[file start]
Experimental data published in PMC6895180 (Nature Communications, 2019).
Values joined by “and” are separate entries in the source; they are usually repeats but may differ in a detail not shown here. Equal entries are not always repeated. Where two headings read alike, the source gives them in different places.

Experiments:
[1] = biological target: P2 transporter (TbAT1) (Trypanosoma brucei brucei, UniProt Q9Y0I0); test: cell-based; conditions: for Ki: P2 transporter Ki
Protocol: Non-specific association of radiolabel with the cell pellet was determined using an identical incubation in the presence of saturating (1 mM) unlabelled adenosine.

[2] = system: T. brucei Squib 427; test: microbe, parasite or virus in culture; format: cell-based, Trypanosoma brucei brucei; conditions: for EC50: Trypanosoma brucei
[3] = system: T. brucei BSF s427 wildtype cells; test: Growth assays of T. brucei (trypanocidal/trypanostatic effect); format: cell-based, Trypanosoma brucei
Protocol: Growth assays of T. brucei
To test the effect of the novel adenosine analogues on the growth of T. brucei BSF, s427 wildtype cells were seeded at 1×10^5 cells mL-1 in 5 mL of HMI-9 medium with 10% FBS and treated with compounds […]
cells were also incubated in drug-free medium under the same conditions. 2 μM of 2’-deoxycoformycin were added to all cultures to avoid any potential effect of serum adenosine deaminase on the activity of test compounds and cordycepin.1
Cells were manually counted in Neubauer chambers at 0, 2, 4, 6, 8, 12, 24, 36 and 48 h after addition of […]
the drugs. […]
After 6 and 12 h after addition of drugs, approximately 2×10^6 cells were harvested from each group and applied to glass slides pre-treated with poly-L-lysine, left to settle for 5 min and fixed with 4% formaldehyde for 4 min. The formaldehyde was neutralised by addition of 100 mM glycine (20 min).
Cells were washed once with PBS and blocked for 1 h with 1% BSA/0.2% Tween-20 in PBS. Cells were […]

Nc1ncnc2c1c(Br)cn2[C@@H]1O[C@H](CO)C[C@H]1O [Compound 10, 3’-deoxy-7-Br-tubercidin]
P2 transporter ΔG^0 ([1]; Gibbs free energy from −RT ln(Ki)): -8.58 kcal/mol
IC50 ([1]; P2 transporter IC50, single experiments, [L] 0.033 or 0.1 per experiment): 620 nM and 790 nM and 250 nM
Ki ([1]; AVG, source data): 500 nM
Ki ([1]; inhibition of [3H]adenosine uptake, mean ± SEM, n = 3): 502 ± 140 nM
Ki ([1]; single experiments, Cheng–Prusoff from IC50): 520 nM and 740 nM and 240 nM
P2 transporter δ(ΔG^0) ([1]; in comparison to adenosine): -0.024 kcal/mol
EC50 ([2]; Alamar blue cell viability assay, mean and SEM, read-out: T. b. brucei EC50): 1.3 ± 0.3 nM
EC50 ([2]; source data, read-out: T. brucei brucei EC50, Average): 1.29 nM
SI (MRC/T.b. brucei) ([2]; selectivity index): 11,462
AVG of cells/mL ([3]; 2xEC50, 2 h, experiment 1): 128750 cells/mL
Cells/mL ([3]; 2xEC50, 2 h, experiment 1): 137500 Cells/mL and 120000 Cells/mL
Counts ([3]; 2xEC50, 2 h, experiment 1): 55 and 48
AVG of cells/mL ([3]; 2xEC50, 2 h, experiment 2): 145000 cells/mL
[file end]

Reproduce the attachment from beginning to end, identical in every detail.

Experimental data published in PMC6895180 (Nature Communications, 2019).
Values joined by “and” are separate entries in the source; they are usually repeats but may differ in a detail not shown here. Equal entries are not always repeated. Where two headings read alike, the source gives them in different places.

Experiments:
[1] = biological target: P2 transporter (TbAT1) (Trypanosoma brucei brucei, UniProt Q9Y0I0); test: cell-based; conditions: for Ki: P2 transporter Ki
Protocol: Non-specific association of radiolabel with the cell pellet was determined using an identical incubation in the presence of saturating (1 mM) unlabelled adenosine.

[2] = system: T. brucei Squib 427; test: microbe, parasite or virus in culture; format: cell-based, Trypanosoma brucei brucei; conditions: for EC50: Trypanosoma brucei
[3] = system: T. brucei BSF s427 wildtype cells; test: Growth assays of T. brucei (trypanocidal/trypanostatic effect); format: cell-based, Trypanosoma brucei
Protocol: Growth assays of T. brucei
To test the effect of the novel adenosine analogues on the growth of T. brucei BSF, s427 wildtype cells were seeded at 1×10^5 cells mL-1 in 5 mL of HMI-9 medium with 10% FBS and treated with compounds […]
cells were also incubated in drug-free medium under the same conditions. 2 μM of 2’-deoxycoformycin were added to all cultures to avoid any potential effect of serum adenosine deaminase on the activity of test compounds and cordycepin.1
Cells were manually counted in Neubauer chambers at 0, 2, 4, 6, 8, 12, 24, 36 and 48 h after addition of […]
the drugs. […]
After 6 and 12 h after addition of drugs, approximately 2×10^6 cells were harvested from each group and applied to glass slides pre-treated with poly-L-lysine, left to settle for 5 min and fixed with 4% formaldehyde for 4 min. The formaldehyde was neutralised by addition of 100 mM glycine (20 min).
Cells were washed once with PBS and blocked for 1 h with 1% BSA/0.2% Tween-20 in PBS. Cells were […]

Nc1ncnc2c1c(Br)cn2[C@@H]1O[C@H](CO)C[C@H]1O [Compound 10, 3’-deoxy-7-Br-tubercidin]
P2 transporter ΔG^0 ([1]; Gibbs free energy from −RT ln(Ki)): -8.58 kcal/mol
IC50 ([1]; P2 transporter IC50, single experiments, [L] 0.033 or 0.1 per experiment): 620 nM and 790 nM and 250 nM
Ki ([1]; AVG, source data): 500 nM
Ki ([1]; inhibition of [3H]adenosine uptake, mean ± SEM, n = 3): 502 ± 140 nM
Ki ([1]; single experiments, Cheng–Prusoff from IC50): 520 nM and 740 nM and 240 nM
P2 transporter δ(ΔG^0) ([1]; in comparison to adenosine): -0.024 kcal/mol
EC50 ([2]; Alamar blue cell viability assay, mean and SEM, read-out: T. b. brucei EC50): 1.3 ± 0.3 nM
EC50 ([2]; source data, read-out: T. brucei brucei EC50, Average): 1.29 nM
SI (MRC/T.b. brucei) ([2]; selectivity index): 11,462
AVG of cells/mL ([3]; 2xEC50, 2 h, experiment 1): 128750 cells/mL
Cells/mL ([3]; 2xEC50, 2 h, experiment 1): 137500 Cells/mL and 120000 Cells/mL
Counts ([3]; 2xEC50, 2 h, experiment 1): 55 and 48
AVG of cells/mL ([3]; 2xEC50, 2 h, experiment 2): 145000 cells/mL